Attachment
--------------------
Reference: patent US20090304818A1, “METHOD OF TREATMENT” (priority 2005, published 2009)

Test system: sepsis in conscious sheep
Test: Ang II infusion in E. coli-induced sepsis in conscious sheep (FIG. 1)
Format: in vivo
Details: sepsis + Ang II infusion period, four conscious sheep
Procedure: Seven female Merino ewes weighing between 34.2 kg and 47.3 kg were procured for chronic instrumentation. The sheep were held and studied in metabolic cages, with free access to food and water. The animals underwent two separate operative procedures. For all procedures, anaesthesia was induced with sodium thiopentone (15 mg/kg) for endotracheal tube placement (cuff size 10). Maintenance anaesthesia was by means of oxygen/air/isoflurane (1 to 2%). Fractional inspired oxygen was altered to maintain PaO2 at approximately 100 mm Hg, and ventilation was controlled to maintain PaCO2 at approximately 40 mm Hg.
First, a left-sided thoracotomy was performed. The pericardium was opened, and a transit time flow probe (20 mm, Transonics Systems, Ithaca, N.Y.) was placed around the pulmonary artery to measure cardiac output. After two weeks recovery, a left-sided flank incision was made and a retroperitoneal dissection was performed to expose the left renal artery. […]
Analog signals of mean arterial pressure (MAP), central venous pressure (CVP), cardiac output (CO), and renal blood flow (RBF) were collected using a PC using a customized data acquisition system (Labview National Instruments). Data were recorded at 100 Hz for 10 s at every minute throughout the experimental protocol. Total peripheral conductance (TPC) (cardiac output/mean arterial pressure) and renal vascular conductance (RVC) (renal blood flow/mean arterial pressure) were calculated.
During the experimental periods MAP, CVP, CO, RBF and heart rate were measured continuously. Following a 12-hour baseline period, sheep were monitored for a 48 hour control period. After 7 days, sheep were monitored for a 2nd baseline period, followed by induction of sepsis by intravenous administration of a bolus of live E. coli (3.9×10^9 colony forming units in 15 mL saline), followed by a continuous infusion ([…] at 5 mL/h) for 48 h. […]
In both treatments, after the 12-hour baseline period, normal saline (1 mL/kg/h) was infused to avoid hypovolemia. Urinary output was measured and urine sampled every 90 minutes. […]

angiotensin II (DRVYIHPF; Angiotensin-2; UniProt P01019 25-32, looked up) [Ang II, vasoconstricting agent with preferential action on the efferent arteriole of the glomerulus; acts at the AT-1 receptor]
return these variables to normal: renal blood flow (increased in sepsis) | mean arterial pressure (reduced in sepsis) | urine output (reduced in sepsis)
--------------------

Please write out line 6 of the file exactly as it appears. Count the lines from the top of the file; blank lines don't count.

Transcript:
Procedure: Seven female Merino ewes weighing between 34.2 kg and 47.3 kg were procured for chronic instrumentation. The sheep were held and studied in metabolic cages, with free access to food and water. The animals underwent two separate operative procedures. For all procedures, anaesthesia was induced with sodium thiopentone (15 mg/kg) for endotracheal tube placement (cuff size 10). Maintenance anaesthesia was by means of oxygen/air/isoflurane (1 to 2%). Fractional inspired oxygen was altered to maintain PaO2 at approximately 100 mm Hg, and ventilation was controlled to maintain PaCO2 at approximately 40 mm Hg.